The multi-talented Salmaan Peerzada has out-done himself no matter what his role may be — actor, director, writer, cinematographer or film editor.
While the fast-deteriorating state of the Pakistani film industry left him no choice but to migrate to England in his early years, his talent enabled him to carve a place for himself as the most sought-after South Asian actor. Today, the much older and much more seasoned Peerzada has steered the wheel away from acting and has focused his strengths on film-making.
“The Pakistani film industry, as it was known, never expanded in terms of technology or government intervention,” the credited independent film-maker tells The Express Tribune. “Everything was controlled by the government, thus never allowing it to become a proper industry,” he adds, about the film industry in Pakistan which emanated from Indian film culture after partition. “There was a film-going culture in Pakistan. Even if you went to Nowshera, Mianwali, Sargodha or Jhang you would see the warehouses were like ‘skeletons’ — the local film industry was in competition with foreign films.”
In the early ‘60s, Peerzada migrated to England and joined the film industry as an actor and technician in Britain’s Studio Systems, where he worked with legendary directors and played several memorable roles. In those days, only a handful of Pakistanis managed to make a name for themselves, Zia Mohyeddin being one of them. According to Peerzada, there were limited options for actors — supporting roles were the clichéd “Mr Patel” roles.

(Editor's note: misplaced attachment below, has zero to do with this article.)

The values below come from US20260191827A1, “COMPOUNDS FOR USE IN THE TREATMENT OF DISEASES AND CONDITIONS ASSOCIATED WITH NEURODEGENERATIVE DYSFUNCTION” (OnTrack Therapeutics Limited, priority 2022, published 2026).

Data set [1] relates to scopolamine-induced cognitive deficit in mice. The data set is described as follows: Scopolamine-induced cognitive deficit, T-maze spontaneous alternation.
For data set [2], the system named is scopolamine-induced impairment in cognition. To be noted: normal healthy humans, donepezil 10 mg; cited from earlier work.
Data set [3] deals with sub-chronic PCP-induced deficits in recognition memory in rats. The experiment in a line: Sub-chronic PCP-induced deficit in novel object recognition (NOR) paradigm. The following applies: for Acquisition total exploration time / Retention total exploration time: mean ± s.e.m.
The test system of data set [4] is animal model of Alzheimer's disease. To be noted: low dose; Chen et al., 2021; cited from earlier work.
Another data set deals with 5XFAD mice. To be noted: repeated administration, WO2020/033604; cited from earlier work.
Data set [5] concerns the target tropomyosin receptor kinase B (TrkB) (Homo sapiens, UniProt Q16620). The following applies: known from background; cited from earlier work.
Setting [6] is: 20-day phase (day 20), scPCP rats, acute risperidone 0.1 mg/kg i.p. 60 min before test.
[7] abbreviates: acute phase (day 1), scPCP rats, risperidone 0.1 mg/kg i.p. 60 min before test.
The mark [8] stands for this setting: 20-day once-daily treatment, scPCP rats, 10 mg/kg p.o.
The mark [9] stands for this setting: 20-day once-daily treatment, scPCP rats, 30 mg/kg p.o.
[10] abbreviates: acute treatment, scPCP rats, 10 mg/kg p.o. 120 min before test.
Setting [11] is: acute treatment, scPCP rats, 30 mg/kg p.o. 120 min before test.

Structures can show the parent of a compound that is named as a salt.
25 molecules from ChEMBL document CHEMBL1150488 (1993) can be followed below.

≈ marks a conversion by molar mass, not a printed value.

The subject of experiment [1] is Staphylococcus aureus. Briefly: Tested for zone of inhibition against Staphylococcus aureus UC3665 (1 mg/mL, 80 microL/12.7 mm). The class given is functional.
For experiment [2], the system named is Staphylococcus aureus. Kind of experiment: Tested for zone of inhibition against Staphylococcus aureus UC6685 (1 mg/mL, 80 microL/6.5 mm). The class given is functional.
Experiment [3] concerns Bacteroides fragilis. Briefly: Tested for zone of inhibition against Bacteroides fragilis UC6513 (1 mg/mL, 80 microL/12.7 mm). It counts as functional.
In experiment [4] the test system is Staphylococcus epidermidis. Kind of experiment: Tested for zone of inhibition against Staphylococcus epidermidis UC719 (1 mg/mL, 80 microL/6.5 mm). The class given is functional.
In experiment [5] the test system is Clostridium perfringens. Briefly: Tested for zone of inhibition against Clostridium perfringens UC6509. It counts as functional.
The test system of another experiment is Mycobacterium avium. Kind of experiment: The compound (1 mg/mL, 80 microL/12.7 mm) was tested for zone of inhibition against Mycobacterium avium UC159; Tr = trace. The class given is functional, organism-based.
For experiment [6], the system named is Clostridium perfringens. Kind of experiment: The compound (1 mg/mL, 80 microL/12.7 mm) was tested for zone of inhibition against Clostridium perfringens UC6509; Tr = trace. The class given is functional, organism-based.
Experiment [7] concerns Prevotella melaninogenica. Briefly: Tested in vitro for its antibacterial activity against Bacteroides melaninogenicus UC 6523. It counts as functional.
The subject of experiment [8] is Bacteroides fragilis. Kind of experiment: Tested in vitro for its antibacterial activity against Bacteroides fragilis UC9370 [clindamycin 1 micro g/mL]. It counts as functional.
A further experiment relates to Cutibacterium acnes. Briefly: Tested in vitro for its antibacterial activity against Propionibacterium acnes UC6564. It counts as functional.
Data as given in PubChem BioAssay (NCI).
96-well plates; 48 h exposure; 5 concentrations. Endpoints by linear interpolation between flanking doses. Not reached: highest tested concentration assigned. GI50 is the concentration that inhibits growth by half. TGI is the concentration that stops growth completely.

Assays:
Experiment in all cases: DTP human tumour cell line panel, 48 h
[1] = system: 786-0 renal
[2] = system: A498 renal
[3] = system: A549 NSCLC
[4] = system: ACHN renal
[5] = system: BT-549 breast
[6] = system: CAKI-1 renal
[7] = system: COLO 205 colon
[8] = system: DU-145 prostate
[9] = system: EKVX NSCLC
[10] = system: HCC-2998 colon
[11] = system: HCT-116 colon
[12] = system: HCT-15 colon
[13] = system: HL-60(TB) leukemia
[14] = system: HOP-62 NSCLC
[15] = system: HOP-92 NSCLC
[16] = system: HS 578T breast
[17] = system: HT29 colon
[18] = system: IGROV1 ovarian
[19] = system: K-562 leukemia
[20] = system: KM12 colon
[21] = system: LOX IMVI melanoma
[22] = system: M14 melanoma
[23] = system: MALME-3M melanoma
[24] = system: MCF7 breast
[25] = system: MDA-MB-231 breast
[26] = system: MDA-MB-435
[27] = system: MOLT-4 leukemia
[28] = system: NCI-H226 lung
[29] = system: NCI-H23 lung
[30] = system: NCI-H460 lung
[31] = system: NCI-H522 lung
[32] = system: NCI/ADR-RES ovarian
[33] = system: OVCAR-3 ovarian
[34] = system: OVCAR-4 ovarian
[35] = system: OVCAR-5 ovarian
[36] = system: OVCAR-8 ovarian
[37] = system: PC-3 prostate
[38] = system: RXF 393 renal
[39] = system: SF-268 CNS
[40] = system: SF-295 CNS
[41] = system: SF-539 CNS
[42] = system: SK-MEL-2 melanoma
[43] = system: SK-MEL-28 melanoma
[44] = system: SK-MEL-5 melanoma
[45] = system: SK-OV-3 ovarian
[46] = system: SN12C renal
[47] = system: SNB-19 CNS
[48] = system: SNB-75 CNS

“If a kid wanted to join the film industry, he would have to think over it as it didn’t always guarantee a pay cheque at the end. It was a very tough industry and a person should have the ability to feel lucky to be part of it and work his way up the ladder,” he says about the struggles actors had to face in the film industry back in the day.
“I got my first big break as an actor in a drama series based in a hospital which was something like the popular TV series ‘ER’,” he explains. “I played the role of one of the doctors. It was the first time in Britain that anyone from a non-British background including the French and Americans was playing a character like that — it was unthinkable.”
Receiving quality roles in both cinema and television and the opportunity to work with some of the best directors and producers, Peerzada’s career as an actor blossomed. Following the death of his father Rafi Peer in the late ‘70s, he returned to Pakistan to assist in starting up the Rafi Peer Theatre Workshop — an organisation that worked extensively on the development of theatre in Pakistan, with a keen focus on the youth. He simultaneously started working on a controversial movie called Blood of Hussain, which was later banned by the state.
“Regimes have always been oppressive in Pakistan. The truth is, it was Mr Bhutto’s government not Ziaul Haq’s, which took action against Blood of Hussain,” he says. “Pakistan is one of the most racist countries in the world — working according to its own culture and political views which are in turn defined by a bureaucratic culture,” he adds regretfully.
Speaking of his current agenda, Peerzada tells The Express Tribune that he has several upcoming projects. He is working on an independent film called Edgar Allan Poe’s The Tell-Tale Heart. While most films based on Poe’s stories are stereotyped as horror films, Peerzada intends on bringing an element of drama to his rendition. Although the production date has been delayed, the film is being shot as a “stage show” where the plot is set in 1941.
Other projects include an untitled Pakistani film (bilingual and action-drama) about a Pakistani journalist and a graphic novel based on his photographs, drawings and stories.
Published in The Express Tribune, September 22nd, 2012.
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